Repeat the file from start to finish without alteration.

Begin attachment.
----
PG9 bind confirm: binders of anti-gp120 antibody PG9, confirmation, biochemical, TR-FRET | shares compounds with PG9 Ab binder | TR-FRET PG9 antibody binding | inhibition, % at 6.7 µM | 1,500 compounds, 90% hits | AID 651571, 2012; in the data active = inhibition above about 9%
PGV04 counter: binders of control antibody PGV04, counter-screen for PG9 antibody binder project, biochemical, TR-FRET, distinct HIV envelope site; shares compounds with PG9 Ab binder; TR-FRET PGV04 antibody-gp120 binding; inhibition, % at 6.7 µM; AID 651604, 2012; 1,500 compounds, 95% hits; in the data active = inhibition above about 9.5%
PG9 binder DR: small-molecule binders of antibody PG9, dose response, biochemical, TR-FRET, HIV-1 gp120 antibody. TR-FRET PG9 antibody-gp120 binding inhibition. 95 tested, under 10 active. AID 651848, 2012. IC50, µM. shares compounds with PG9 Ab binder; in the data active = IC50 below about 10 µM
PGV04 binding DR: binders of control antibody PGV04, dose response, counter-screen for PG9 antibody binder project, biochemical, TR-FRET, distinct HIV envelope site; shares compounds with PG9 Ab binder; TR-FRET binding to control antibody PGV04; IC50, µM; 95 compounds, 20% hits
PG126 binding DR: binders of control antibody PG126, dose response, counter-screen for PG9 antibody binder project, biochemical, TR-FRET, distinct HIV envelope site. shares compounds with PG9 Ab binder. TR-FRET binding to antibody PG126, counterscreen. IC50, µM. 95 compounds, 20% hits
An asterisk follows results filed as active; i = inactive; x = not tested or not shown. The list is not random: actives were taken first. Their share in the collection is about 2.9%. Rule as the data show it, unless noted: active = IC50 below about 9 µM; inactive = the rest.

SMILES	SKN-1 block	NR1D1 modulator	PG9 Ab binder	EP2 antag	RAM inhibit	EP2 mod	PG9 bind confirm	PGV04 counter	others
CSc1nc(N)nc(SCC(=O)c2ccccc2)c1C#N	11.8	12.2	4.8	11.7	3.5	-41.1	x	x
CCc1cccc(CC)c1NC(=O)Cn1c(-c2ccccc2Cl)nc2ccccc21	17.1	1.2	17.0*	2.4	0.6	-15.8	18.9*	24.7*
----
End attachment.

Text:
PG9 bind confirm: binders of anti-gp120 antibody PG9, confirmation, biochemical, TR-FRET | shares compounds with PG9 Ab binder | TR-FRET PG9 antibody binding | inhibition, % at 6.7 µM | 1,500 compounds, 90% hits | AID 651571, 2012; in the data active = inhibition above about 9%
PGV04 counter: binders of control antibody PGV04, counter-screen for PG9 antibody binder project, biochemical, TR-FRET, distinct HIV envelope site; shares compounds with PG9 Ab binder; TR-FRET PGV04 antibody-gp120 binding; inhibition, % at 6.7 µM; AID 651604, 2012; 1,500 compounds, 95% hits; in the data active = inhibition above about 9.5%
PG9 binder DR: small-molecule binders of antibody PG9, dose response, biochemical, TR-FRET, HIV-1 gp120 antibody. TR-FRET PG9 antibody-gp120 binding inhibition. 95 tested, under 10 active. AID 651848, 2012. IC50, µM. shares compounds with PG9 Ab binder; in the data active = IC50 below about 10 µM
PGV04 binding DR: binders of control antibody PGV04, dose response, counter-screen for PG9 antibody binder project, biochemical, TR-FRET, distinct HIV envelope site; shares compounds with PG9 Ab binder; TR-FRET binding to control antibody PGV04; IC50, µM; 95 compounds, 20% hits
PG126 binding DR: binders of control antibody PG126, dose response, counter-screen for PG9 antibody binder project, biochemical, TR-FRET, distinct HIV envelope site. shares compounds with PG9 Ab binder. TR-FRET binding to antibody PG126, counterscreen. IC50, µM. 95 compounds, 20% hits
An asterisk follows results filed as active; i = inactive; x = not tested or not shown. The list is not random: actives were taken first. Their share in the collection is about 2.9%. Rule as the data show it, unless noted: active = IC50 below about 9 µM; inactive = the rest.

SMILES	SKN-1 block	NR1D1 modulator	PG9 Ab binder	EP2 antag	RAM inhibit	EP2 mod	PG9 bind confirm	PGV04 counter	others
CSc1nc(N)nc(SCC(=O)c2ccccc2)c1C#N	11.8	12.2	4.8	11.7	3.5	-41.1	x	x
CCc1cccc(CC)c1NC(=O)Cn1c(-c2ccccc2Cl)nc2ccccc21	17.1	1.2	17.0*	2.4	0.6	-15.8	18.9*	24.7*